ed, most of them seeming to involve moving planters around. None of them worked. And the attempt to lure tourists to Sparks Street has had an unintended consequence. Now the complaint is that you can’t find anything on the street that isn’t aimed at tourists. The latest proposal, one not put forward as a solution but as something worth trying, is to put a zip line, a kind of glorified rope slide, somewhere on the mall to attract thrill-seekers. Well, it might do that. But if it succeeds it will just bring zip line enthusiasts to the mall. They’ll zip and they’ll go home, unless there is something else to attract their attention. The same goes for another perennial dream – a Sparks Street casino. People will come to the casino, stay in it and go home. There’s nothing for Sparks Street in that. The idea is not just to attract thrill-seekers and tourists to Sparks Street, but to attract people who live here, people who could decide to come downtown to shop instead of going to their nearest mall, who might decide to eat on Sparks rather than in the ByWard Market, who might want to hang out on a street where there is no traffic. It’s hard to believe this is impossible to achieve, yet it has been impossible to achieve for 46 years. The only thing that will save Sparks Street is a permanent constituency – in other words, more people living downtown. And should there be apartments where there were once dark offices, those who live there would flock to Sparks Street, if it was open at night and if there were stores and clubs and restaurants of quality. These in turn might attract people who live away from the core. In the meantime, new options will be presented for your consideration. Markets and zip lines and new logos and more planters. Whatever option is chosen, one of them should not be reopening Sparks Street to traffic. Great cities all over the world have created pedestrian-friendly areas and many of them work really well. Cities that don’t have such areas wish they did. We would too.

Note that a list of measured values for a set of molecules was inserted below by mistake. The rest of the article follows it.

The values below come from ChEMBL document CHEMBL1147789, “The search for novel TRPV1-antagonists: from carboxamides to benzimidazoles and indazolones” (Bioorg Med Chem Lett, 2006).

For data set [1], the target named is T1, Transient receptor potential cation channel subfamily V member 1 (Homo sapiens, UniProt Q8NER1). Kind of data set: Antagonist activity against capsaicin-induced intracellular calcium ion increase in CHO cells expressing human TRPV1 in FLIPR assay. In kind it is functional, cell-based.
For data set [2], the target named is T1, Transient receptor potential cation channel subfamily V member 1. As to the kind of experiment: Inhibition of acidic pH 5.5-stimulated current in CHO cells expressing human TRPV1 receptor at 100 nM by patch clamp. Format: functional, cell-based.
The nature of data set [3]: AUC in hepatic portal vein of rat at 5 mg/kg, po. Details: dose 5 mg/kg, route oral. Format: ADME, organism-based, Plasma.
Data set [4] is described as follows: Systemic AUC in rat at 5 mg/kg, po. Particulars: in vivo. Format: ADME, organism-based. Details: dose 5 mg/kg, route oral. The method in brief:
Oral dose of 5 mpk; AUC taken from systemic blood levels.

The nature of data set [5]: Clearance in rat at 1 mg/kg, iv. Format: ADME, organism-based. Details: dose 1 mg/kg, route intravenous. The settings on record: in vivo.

Editorial Policy

Web Poll THIS WEEK’S POLL QUESTION

With the wild weather swings this winter, are you still hopeful for a canal skating season this year?

A) Yes. I always get a flu shot – it’s what gets me through the winter.

A) Yes. It always gets cold enough to skate on the canal.

B) Not yet, but I’m planning on it. C) No. I never get sick so I don’t see any

B) Maybe. I’m not sure how this will turn out.

8% 8%

D) Nah. I’m just going south for the winter where there’s other things to worry about – like catching a tan.

C) No. We might get a few days, but that’s it. D) It doesn’t matter to me, I don’t skate.

46%

reason to get a flu shot.

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8 Stittsville News EMC - Thursday, January 24, 2013

38%

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PREVIOUS POLL SUMMARY

With influenza running rampant worldwide, did you get your shot this year?

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January 24, 2013